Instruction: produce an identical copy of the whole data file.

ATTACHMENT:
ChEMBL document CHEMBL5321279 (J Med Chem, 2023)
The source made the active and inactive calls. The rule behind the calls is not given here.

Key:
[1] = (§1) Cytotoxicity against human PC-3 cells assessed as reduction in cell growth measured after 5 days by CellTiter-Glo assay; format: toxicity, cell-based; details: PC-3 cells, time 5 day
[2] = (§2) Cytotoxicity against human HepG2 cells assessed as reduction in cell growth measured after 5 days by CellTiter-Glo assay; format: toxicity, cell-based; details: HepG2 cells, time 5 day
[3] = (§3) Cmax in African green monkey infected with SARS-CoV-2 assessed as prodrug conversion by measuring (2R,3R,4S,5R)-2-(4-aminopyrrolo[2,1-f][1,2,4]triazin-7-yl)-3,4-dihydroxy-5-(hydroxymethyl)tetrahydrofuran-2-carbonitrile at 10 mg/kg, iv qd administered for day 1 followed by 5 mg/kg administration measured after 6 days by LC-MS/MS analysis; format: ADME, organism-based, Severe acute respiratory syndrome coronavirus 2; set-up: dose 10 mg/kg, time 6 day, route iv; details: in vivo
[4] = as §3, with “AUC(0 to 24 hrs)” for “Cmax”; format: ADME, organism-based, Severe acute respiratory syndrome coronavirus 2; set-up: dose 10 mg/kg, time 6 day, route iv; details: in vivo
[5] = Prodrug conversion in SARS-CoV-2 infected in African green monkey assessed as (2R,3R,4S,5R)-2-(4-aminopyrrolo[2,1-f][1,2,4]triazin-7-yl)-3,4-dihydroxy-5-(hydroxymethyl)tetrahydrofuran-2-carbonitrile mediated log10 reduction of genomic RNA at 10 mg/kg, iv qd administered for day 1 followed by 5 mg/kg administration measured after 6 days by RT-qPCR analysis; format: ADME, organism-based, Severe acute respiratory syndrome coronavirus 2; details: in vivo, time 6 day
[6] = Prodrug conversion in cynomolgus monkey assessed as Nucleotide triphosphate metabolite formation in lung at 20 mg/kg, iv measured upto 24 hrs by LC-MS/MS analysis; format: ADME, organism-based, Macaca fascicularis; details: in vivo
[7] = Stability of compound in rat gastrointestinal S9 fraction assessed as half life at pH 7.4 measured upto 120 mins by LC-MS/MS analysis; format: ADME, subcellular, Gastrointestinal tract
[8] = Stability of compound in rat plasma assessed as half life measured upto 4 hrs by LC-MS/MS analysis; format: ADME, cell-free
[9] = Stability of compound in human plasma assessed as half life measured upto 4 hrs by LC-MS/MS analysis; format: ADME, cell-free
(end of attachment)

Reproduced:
ChEMBL document CHEMBL5321279 (J Med Chem, 2023)
The source made the active and inactive calls. The rule behind the calls is not given here.

Key:
[1] = (§1) Cytotoxicity against human PC-3 cells assessed as reduction in cell growth measured after 5 days by CellTiter-Glo assay; format: toxicity, cell-based; details: PC-3 cells, time 5 day
[2] = (§2) Cytotoxicity against human HepG2 cells assessed as reduction in cell growth measured after 5 days by CellTiter-Glo assay; format: toxicity, cell-based; details: HepG2 cells, time 5 day
[3] = (§3) Cmax in African green monkey infected with SARS-CoV-2 assessed as prodrug conversion by measuring (2R,3R,4S,5R)-2-(4-aminopyrrolo[2,1-f][1,2,4]triazin-7-yl)-3,4-dihydroxy-5-(hydroxymethyl)tetrahydrofuran-2-carbonitrile at 10 mg/kg, iv qd administered for day 1 followed by 5 mg/kg administration measured after 6 days by LC-MS/MS analysis; format: ADME, organism-based, Severe acute respiratory syndrome coronavirus 2; set-up: dose 10 mg/kg, time 6 day, route iv; details: in vivo
[4] = as §3, with “AUC(0 to 24 hrs)” for “Cmax”; format: ADME, organism-based, Severe acute respiratory syndrome coronavirus 2; set-up: dose 10 mg/kg, time 6 day, route iv; details: in vivo
[5] = Prodrug conversion in SARS-CoV-2 infected in African green monkey assessed as (2R,3R,4S,5R)-2-(4-aminopyrrolo[2,1-f][1,2,4]triazin-7-yl)-3,4-dihydroxy-5-(hydroxymethyl)tetrahydrofuran-2-carbonitrile mediated log10 reduction of genomic RNA at 10 mg/kg, iv qd administered for day 1 followed by 5 mg/kg administration measured after 6 days by RT-qPCR analysis; format: ADME, organism-based, Severe acute respiratory syndrome coronavirus 2; details: in vivo, time 6 day
[6] = Prodrug conversion in cynomolgus monkey assessed as Nucleotide triphosphate metabolite formation in lung at 20 mg/kg, iv measured upto 24 hrs by LC-MS/MS analysis; format: ADME, organism-based, Macaca fascicularis; details: in vivo
[7] = Stability of compound in rat gastrointestinal S9 fraction assessed as half life at pH 7.4 measured upto 120 mins by LC-MS/MS analysis; format: ADME, subcellular, Gastrointestinal tract
[8] = Stability of compound in rat plasma assessed as half life measured upto 4 hrs by LC-MS/MS analysis; format: ADME, cell-free
[9] = Stability of compound in human plasma assessed as half life measured upto 4 hrs by LC-MS/MS analysis; format: ADME, cell-free